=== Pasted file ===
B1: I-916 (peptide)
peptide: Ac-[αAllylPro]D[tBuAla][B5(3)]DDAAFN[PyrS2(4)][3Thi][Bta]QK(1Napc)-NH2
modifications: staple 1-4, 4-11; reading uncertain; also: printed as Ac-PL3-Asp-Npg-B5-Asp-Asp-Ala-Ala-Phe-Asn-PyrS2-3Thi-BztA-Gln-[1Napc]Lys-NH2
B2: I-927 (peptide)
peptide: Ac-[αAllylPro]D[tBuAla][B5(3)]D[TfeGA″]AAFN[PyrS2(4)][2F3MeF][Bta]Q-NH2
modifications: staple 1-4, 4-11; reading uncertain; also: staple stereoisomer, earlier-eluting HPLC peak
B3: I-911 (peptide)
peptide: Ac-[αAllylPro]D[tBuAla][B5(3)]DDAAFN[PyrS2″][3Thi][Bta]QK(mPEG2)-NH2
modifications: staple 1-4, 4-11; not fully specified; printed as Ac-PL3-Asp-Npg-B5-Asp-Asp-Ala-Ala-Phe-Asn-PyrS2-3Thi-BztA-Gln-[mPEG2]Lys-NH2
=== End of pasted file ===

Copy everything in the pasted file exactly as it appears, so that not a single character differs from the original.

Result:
B1: I-916 (peptide)
peptide: Ac-[αAllylPro]D[tBuAla][B5(3)]DDAAFN[PyrS2(4)][3Thi][Bta]QK(1Napc)-NH2
modifications: staple 1-4, 4-11; reading uncertain; also: printed as Ac-PL3-Asp-Npg-B5-Asp-Asp-Ala-Ala-Phe-Asn-PyrS2-3Thi-BztA-Gln-[1Napc]Lys-NH2
B2: I-927 (peptide)
peptide: Ac-[αAllylPro]D[tBuAla][B5(3)]D[TfeGA″]AAFN[PyrS2(4)][2F3MeF][Bta]Q-NH2
modifications: staple 1-4, 4-11; reading uncertain; also: staple stereoisomer, earlier-eluting HPLC peak
B3: I-911 (peptide)
peptide: Ac-[αAllylPro]D[tBuAla][B5(3)]DDAAFN[PyrS2″][3Thi][Bta]QK(mPEG2)-NH2
modifications: staple 1-4, 4-11; not fully specified; printed as Ac-PL3-Asp-Npg-B5-Asp-Asp-Ala-Ala-Phe-Asn-PyrS2-3Thi-BztA-Gln-[mPEG2]Lys-NH2